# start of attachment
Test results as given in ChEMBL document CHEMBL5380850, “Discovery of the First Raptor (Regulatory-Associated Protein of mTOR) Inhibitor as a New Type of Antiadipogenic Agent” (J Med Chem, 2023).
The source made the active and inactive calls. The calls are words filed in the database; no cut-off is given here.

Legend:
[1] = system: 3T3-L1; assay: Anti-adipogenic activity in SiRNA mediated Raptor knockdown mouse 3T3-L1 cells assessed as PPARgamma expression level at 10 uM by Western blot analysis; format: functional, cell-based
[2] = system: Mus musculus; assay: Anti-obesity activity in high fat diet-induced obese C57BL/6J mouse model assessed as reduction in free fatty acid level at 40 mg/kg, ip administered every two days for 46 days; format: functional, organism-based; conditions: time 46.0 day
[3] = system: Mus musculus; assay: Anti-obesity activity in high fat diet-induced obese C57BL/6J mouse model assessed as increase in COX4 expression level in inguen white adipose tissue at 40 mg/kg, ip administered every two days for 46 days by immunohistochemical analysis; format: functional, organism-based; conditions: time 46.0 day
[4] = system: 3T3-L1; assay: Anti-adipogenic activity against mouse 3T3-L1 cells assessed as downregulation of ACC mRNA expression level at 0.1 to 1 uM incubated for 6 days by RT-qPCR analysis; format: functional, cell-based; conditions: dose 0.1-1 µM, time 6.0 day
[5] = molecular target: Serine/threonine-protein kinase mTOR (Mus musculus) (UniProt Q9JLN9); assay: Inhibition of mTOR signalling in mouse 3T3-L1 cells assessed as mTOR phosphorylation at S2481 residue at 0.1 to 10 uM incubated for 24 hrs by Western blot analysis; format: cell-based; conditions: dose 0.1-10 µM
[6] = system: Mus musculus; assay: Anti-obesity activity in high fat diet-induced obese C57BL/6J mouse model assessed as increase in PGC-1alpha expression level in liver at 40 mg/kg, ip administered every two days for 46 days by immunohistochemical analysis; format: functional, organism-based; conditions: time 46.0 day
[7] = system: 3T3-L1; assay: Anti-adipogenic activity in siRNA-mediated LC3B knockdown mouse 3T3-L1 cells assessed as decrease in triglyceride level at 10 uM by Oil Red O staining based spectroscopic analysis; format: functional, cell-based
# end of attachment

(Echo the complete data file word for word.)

Test results as given in ChEMBL document CHEMBL5380850, “Discovery of the First Raptor (Regulatory-Associated Protein of mTOR) Inhibitor as a New Type of Antiadipogenic Agent” (J Med Chem, 2023).
The source made the active and inactive calls. The calls are words filed in the database; no cut-off is given here.

Legend:
[1] = system: 3T3-L1; assay: Anti-adipogenic activity in SiRNA mediated Raptor knockdown mouse 3T3-L1 cells assessed as PPARgamma expression level at 10 uM by Western blot analysis; format: functional, cell-based
[2] = system: Mus musculus; assay: Anti-obesity activity in high fat diet-induced obese C57BL/6J mouse model assessed as reduction in free fatty acid level at 40 mg/kg, ip administered every two days for 46 days; format: functional, organism-based; conditions: time 46.0 day
[3] = system: Mus musculus; assay: Anti-obesity activity in high fat diet-induced obese C57BL/6J mouse model assessed as increase in COX4 expression level in inguen white adipose tissue at 40 mg/kg, ip administered every two days for 46 days by immunohistochemical analysis; format: functional, organism-based; conditions: time 46.0 day
[4] = system: 3T3-L1; assay: Anti-adipogenic activity against mouse 3T3-L1 cells assessed as downregulation of ACC mRNA expression level at 0.1 to 1 uM incubated for 6 days by RT-qPCR analysis; format: functional, cell-based; conditions: dose 0.1-1 µM, time 6.0 day
[5] = molecular target: Serine/threonine-protein kinase mTOR (Mus musculus) (UniProt Q9JLN9); assay: Inhibition of mTOR signalling in mouse 3T3-L1 cells assessed as mTOR phosphorylation at S2481 residue at 0.1 to 10 uM incubated for 24 hrs by Western blot analysis; format: cell-based; conditions: dose 0.1-10 µM
[6] = system: Mus musculus; assay: Anti-obesity activity in high fat diet-induced obese C57BL/6J mouse model assessed as increase in PGC-1alpha expression level in liver at 40 mg/kg, ip administered every two days for 46 days by immunohistochemical analysis; format: functional, organism-based; conditions: time 46.0 day
[7] = system: 3T3-L1; assay: Anti-adipogenic activity in siRNA-mediated LC3B knockdown mouse 3T3-L1 cells assessed as decrease in triglyceride level at 10 uM by Oil Red O staining based spectroscopic analysis; format: functional, cell-based